Farfetch shares we surging by the news of expanding and partnering with Richemont, the luxury goods holding company and parent of brands like Cartier, Piaget, and Montblanc.
As a result, Farfetch stock was up 18.5% as of 11:46 a.m. EST on Friday, while Richemont stock gained 11% after delivering a strong earnings report this morning.
When U.S. markets opened on Friday, Farfetch confirmed it was in discussions with Richemont “in relation to a potential expansion of their existing Luxury New Retail strategic partnership,”
Richemont, which owns brands such as Cartier and Piaget, said on Friday it would also invite other firms besides Farfetch to participate in turning YNAP into a neutral, industry-wide retail platform with no overall controlling shareholder.
“An early Christmas present for Richemont shareholders,” said Kepler Cheuvreux analyst Jon Cox.
Richemont has invested heavily in YNAP, trying to make it less capital intensive by moving away from owning all of its inventory to a hybrid model where some goods are owned by third parties – inspired by Farfetch’s asset-light model.
In the press conference this morning, Farfetch has confirmed its partnership with Richemont for potential expansion of its existing Luxury New Retail strategic partnership.
Today, Farfetch stated that these two companies were discussed several options. Farfetch Platform Solutions was also a software suite for end-to-end commerce for luxury apparel brands to power Richemont’s brands and the online fashion retailer Yoox Net-A-Porter (YNAP). They were also considering having Richemont’s brands sell on Farfetch’s marketplace as well as a minority investment from Farfetch into YNAP.
“We made a clear statement that Richemont is not for sale and we are not interested in merging, so we believe in our own businesses,” Rupert, who controls the majority of voting rights in Richemont, said.
Richemont invested $300 million last year in Farfetch, alongside Alibaba Group Holding, and also put $250 million into a new joint venture in China involving Farfetch’s Chinese marketplace.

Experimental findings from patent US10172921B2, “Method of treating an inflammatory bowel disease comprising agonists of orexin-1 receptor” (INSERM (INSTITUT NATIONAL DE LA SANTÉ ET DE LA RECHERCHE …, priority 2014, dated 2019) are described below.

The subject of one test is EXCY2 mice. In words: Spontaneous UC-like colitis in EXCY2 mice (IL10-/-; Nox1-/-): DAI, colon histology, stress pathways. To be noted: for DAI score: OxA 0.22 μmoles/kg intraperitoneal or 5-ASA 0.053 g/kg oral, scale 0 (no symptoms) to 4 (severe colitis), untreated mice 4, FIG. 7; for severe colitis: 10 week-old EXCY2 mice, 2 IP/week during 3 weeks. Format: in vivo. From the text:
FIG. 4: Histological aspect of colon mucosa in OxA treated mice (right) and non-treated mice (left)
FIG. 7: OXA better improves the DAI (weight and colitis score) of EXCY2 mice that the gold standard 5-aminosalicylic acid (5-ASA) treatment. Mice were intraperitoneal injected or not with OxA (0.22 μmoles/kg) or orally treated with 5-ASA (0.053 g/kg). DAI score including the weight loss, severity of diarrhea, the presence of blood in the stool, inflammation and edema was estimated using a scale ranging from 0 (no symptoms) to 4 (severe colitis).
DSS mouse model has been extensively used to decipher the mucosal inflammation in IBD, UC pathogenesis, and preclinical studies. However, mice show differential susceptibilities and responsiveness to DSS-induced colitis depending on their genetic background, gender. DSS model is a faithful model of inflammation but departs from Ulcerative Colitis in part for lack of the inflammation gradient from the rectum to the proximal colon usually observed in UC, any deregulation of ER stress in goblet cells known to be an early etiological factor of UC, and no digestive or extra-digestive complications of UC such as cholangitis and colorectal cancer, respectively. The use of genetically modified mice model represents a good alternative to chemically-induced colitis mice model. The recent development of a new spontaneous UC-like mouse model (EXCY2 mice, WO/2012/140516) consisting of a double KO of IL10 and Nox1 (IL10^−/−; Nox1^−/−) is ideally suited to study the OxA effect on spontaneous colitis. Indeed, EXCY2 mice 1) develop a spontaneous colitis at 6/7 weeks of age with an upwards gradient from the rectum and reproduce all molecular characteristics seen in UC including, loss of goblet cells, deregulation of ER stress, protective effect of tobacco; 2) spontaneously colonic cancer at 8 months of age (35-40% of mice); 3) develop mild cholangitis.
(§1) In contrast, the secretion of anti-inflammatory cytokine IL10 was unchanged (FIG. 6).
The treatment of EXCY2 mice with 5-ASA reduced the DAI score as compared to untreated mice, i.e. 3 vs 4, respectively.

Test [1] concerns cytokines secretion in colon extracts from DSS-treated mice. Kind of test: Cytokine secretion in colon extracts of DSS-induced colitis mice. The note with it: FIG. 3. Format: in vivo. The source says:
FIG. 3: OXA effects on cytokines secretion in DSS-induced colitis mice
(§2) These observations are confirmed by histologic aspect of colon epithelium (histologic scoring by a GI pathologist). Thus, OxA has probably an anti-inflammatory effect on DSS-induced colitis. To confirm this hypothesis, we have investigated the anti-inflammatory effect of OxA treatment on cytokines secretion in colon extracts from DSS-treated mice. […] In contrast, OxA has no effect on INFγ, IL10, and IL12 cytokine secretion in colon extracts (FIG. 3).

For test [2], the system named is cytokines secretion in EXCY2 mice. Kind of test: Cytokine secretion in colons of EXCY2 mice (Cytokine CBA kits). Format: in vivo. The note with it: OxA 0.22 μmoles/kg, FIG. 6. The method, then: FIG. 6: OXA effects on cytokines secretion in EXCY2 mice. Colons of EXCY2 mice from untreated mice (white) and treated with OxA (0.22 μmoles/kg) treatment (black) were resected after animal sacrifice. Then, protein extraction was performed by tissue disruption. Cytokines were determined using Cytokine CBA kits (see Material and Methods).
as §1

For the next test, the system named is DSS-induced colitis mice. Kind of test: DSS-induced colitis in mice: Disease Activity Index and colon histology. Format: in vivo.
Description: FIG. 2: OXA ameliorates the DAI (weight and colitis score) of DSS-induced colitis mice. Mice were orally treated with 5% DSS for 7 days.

Richemont reported a jump in net profit to 1.25 billion euros ($1.4 billion) in the six months to Sept. 30, beating forecasts for 1.15 billion euros in a Refinitiv poll, but the company remained cautious.
The company will report third-quarter earnings on Nov. 18. Analysts are expecting revenue to grow 61.1% to $591.3 million and for its per-share loss to narrow from $1.58 to $0.36.
The company attributed the increases to a “customer-centric” and digital approach and Rupert noted in his statement that direct sales to customers in the period accounted for 74 percent of group sales in the six months.
Jewelry was a top performer, notching a 67 percent rise in sales to 5.10 billion euros in the period. The watch division, which Richemont had restructured pre-COVID, grew 74 percent to 1.68 billion euros, with direct sales to clients approaching 50 percent. Rupert said, “every watch Maison participated in this notable improvement.”
Ambitious – but also cautious – Rupert noted in the statement that the post-COVID world “is yet to emerge. For the second half of the year, volatility is likely to persist, including in terms of inflation and geopolitical tensions.”